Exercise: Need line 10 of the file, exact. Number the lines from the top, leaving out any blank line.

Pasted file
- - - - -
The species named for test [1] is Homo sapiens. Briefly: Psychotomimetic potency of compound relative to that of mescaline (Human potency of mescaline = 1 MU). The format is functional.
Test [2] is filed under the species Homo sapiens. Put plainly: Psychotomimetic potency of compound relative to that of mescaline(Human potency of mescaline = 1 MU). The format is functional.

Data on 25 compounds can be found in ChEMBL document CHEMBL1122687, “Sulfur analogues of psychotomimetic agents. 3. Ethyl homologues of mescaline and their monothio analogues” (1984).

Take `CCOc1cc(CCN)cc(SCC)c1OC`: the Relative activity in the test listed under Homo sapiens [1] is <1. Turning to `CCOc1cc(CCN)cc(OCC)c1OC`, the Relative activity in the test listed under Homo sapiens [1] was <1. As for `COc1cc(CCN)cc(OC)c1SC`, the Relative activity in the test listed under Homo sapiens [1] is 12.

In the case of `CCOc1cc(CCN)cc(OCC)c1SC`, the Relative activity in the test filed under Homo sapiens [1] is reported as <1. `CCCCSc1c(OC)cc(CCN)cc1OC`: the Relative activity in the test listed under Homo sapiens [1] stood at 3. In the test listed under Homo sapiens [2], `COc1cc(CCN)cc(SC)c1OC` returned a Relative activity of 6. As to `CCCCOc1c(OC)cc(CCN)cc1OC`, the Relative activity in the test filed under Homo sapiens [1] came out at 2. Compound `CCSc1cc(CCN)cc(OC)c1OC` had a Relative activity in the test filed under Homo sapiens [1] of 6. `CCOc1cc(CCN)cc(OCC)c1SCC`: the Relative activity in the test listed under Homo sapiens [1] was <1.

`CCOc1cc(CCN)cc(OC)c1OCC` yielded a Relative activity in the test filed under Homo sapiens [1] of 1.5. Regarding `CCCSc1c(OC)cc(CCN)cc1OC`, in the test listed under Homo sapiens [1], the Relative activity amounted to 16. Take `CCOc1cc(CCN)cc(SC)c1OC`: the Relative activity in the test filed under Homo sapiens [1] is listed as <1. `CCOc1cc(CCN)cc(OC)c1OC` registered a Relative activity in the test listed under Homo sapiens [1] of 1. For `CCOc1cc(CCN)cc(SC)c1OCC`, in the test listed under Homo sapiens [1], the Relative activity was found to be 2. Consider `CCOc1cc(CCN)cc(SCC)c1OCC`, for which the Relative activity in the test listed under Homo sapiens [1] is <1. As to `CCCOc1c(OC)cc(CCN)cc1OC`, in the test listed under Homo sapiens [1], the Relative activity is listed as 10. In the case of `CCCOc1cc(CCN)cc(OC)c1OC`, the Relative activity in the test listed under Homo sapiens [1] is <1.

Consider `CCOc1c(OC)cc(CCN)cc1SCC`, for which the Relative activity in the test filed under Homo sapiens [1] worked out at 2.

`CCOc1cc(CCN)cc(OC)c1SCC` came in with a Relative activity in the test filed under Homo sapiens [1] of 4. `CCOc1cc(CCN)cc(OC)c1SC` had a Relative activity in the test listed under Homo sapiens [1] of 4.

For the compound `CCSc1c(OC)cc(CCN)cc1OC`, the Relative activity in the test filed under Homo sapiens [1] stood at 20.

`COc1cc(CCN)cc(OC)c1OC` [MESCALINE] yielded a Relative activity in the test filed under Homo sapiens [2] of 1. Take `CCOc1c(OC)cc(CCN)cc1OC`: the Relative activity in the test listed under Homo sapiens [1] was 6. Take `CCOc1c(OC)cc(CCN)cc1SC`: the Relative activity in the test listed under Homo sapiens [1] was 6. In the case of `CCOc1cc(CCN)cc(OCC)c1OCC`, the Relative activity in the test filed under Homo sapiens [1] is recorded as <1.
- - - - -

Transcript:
`COc1cc(CCN)cc(OC)c1OC` [MESCALINE] yielded a Relative activity in the test filed under Homo sapiens [2] of 1. Take `CCOc1c(OC)cc(CCN)cc1OC`: the Relative activity in the test listed under Homo sapiens [1] was 6. Take `CCOc1c(OC)cc(CCN)cc1SC`: the Relative activity in the test listed under Homo sapiens [1] was 6. In the case of `CCOc1cc(CCN)cc(OCC)c1OCC`, the Relative activity in the test filed under Homo sapiens [1] is recorded as <1.